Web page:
Visapur antique map from 1719


A beutiful print. Click on it to see it in full glory.

I tried to find the contemporary view of this location but didn’t have any luck.

Title: [Rare Old Antique print of India] Visapour, capitale du royaume de Decan une des plus grandes Villes de l’ Asie.
Author: Aa, P. van der.
PlaceAndYear: Leiden, 1719.
Publisher: Aa, P. van der. Rare Old Antique Map of India
Description: Pieter van der Aa was a prolific publisher. He published a.o. ‘ Naauwkeurge versameling der gedenkwaardigste zee- en land-reysen’, a series of accounts of voyages (1706-08) and ‘ Gal?rie agr?able du monde’, completed in 1729.A view of the ancient city of Visapour, southeast of Bombay. In the foreground a delegation of Dutch officials.


Kalara Map Collection – Antique Indian Maps

Kalara Collection. There is a nice ring to that.

This was an article in India Journal and Mr. Nair captured most of it very well.


Kalara Map Collection

Antique Indian Maps from 1550 onwards – Kalara Collection

kalara map collection

Antique Indian Maps = map of Delhi 1857


The map of Delhi from 1857 is indeed one of my fav map of all times. I have written about it before and one of these days I will post it in great detail.

I was born there, I have walked around in those narrow streets, I can still taste the delicious food from the little corner places in this town.

And that’s what a map should be, a depiction of place that almost transports you there.

India Journal Article can be found here.


SDUK 1877 – large map of India in 13 map set

sduk_large map

Engraved by J & C Walker, for the Society for the Diffusion of Useful Knowledge. The index map of the whole of India and Ceylon, shows the extent of the 12 sheets and the areas covered.

I have this at least two or three of these sets that I can remember. One is a ten map set and another one is the one shown above 13 map set.

Not my fav maps for sure. It was more like a collections of names rather than maps. I generally bought them because they would have names of some of the citites that I know.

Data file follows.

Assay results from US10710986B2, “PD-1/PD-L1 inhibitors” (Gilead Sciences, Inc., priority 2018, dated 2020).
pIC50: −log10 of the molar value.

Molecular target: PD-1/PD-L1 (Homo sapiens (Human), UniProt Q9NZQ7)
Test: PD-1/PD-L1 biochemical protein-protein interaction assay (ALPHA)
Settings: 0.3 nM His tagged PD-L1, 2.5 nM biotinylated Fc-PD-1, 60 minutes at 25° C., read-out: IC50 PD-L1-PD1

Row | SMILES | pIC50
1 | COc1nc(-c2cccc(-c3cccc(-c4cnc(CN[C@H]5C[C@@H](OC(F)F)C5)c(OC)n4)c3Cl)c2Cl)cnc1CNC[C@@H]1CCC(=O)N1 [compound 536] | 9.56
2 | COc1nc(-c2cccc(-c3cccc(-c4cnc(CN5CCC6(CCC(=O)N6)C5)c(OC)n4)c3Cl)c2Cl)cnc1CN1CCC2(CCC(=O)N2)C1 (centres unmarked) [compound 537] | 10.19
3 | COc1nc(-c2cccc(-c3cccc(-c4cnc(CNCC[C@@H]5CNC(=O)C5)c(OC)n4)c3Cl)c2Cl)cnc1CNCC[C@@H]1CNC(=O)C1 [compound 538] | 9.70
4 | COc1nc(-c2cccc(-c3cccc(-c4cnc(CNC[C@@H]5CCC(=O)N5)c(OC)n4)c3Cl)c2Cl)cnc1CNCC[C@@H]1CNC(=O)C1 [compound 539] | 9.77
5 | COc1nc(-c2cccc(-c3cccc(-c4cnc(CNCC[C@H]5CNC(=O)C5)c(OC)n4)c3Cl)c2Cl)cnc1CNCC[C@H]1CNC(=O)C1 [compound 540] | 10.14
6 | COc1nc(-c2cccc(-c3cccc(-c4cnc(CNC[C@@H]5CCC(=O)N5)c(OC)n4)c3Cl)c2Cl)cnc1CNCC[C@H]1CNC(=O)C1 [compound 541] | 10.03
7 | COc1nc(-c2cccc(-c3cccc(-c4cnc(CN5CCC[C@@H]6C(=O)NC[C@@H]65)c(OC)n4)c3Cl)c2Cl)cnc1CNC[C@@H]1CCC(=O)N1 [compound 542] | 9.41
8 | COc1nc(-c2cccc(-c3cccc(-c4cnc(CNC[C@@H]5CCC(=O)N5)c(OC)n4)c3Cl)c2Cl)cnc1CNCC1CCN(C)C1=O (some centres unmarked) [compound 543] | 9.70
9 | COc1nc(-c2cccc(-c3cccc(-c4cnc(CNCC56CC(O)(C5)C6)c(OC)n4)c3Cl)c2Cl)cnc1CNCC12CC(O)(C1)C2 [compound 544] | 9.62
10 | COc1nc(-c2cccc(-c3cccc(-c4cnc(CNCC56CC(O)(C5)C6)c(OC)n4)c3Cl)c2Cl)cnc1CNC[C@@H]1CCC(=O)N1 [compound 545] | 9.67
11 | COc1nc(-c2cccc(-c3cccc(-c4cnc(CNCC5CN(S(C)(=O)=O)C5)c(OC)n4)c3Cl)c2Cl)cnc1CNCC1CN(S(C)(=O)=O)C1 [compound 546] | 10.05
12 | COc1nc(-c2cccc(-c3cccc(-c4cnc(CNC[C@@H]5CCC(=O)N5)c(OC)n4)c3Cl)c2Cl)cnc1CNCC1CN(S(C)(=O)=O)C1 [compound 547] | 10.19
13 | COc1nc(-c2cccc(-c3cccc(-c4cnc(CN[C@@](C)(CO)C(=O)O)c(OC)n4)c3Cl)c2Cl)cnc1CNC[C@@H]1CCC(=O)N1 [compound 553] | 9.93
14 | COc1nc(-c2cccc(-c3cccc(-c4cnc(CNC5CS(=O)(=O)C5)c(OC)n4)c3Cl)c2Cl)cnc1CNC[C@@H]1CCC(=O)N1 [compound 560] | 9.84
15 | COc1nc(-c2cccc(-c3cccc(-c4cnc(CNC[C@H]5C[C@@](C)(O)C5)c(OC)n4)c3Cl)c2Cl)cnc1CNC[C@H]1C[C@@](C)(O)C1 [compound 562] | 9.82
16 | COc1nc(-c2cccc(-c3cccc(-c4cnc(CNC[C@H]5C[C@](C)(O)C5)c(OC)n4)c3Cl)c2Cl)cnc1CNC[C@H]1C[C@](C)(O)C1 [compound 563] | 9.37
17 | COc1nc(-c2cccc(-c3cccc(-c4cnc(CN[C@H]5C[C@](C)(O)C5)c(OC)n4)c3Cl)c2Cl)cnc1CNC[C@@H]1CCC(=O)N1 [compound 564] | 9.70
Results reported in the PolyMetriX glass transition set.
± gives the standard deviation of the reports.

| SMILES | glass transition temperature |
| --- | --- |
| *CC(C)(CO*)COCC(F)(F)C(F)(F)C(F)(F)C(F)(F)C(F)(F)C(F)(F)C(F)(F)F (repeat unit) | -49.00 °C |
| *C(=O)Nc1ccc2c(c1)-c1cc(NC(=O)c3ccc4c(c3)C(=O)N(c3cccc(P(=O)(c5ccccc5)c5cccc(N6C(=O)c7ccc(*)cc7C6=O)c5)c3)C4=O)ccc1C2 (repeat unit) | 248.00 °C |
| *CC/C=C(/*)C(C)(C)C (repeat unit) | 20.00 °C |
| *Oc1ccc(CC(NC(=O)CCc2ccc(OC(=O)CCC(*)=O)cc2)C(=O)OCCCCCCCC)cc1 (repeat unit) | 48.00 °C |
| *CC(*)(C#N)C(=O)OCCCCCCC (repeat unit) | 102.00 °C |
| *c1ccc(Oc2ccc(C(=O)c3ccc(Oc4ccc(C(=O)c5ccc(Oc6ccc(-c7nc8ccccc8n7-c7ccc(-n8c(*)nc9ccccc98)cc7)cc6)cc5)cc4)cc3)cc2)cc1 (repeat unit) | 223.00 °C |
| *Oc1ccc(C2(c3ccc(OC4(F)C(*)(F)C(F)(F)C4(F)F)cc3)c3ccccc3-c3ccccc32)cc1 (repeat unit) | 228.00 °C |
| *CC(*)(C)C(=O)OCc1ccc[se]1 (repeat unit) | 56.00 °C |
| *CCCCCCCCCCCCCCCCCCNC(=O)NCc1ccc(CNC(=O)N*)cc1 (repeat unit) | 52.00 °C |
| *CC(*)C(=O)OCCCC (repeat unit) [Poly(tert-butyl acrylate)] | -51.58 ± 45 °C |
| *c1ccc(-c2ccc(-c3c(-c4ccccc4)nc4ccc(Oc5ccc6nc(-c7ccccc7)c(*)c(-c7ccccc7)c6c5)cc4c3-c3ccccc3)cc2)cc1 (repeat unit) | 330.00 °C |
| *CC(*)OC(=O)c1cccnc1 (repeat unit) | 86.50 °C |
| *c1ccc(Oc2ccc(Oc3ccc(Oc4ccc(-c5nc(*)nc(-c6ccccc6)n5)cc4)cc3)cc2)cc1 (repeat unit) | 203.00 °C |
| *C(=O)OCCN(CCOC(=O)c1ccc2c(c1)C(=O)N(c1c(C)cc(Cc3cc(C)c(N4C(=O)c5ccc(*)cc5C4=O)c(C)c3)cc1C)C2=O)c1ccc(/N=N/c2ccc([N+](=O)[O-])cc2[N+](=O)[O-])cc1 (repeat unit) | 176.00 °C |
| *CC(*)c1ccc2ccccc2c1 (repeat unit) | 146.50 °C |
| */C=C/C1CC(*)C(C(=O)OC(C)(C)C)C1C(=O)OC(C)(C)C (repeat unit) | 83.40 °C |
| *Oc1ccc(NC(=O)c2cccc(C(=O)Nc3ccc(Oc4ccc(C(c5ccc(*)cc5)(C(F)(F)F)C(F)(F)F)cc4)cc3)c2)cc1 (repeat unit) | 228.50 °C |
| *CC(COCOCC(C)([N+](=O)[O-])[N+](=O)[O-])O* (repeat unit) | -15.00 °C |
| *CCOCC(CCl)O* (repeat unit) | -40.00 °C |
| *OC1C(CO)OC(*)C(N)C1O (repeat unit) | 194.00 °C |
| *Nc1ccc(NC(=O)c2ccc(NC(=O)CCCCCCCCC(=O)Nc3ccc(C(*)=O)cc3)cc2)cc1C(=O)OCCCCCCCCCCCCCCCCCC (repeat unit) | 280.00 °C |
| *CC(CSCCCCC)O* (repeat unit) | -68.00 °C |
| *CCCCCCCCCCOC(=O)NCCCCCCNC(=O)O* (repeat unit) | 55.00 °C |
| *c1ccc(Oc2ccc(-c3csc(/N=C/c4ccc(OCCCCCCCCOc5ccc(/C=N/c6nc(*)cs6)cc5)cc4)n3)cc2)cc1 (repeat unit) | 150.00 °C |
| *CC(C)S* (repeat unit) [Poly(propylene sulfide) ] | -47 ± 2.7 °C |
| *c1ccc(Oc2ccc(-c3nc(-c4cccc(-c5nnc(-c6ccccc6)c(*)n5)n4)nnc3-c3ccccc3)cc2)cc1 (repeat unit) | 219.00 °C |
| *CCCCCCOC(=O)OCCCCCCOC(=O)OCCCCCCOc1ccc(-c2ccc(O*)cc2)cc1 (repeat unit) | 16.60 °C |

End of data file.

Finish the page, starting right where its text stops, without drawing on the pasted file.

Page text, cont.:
An individual map might look like this:


A lot of detail, but no soul!

SDUK did print maps of the city plans and those are intersting. I do have one of Calcutta published by SDUK.

The more interesting part is the publisher – The Society for the Diffusion of Useful Knowledge, founded in 1826, was a Whiggish London organisation that published inexpensive texts intended to adapt scientific and similarly high-minded material for the rapidly expanding reading public. It was established mainly at the instigation of Lord Brougham with the objects of publishing information to people who were unable to obtain formal teaching, or who preferred self-education. The Society was sometimes mentioned in contemporary sources as SDUK.


Indiam extra Gangem 1695


You’d probably laugh at me if I tell you that I have a silver cake server with this map on it! I have no idea how that happened, or how I actually paid real money for it, but there it is.

This is a later map form 1695 based on a map published in 1578, which in turn was based on a map from second of third century.

The reason I liked this map is that it combines old and new; the map is old, but the cartouche on the sides and details look new. By new I mean contemporary based on late seventeen century designs.


Beautiful fresh map of India, the Ganges, and part of Asia by Gerard Mercator, from his rendition of Ptolemy’s Geography. Originally published in 1578, this is is a later (ca 1695) edition from Francois Halma of Utrecht. In extraordinarily good condition — The stipled sea is is adorned with a decorative cartouche, compass rose and several sailing ships. On land are Bactrian camels, nomads, and well-engraved elephants.A single centerfold, as made for inclusion in the atlas folio. Hand-laid paper with chain lines; blank verso. Measurements are of the image; page size is much larger.

Title : Tab.XI Asiae comprehendens Indiam extra Gangem
Author : Mercator, Gerardus
Year : 1695

Edition : 2.00
Size : 32.5x34cm


Beautiful map of Surat. Gujarat and Tappi river from 1781




I have the map on the top, it is kind of non-descript, I know. But I know the city of Surat and sort of felt attracted to it.

The bottom map, is kind of nice. I like maps of these types, where it seems that they captured each tree on the property. It is not accurate description of vegetation on the land, but it not completely random either.

Click on the bottom map to see it in its full glory.

‘Grondtekening van eenen Tuin te Suratte/ Ligging der Suratte aan den vloed Tappi’

Description: Antique map (later hand coloring) of Surat, situated at the river of Tappi in India from Carsten Niebuhr’s Voyage en Arabie & en d’ autres Pays circonvoisins …’, 1781. The right part shows a garden near Surat. Size: The overall size is 14 x 10,5 inch. The image size is 11,5 x 8 inch. Technic: copper engraving. Condition: Very Good; small wrinkle.


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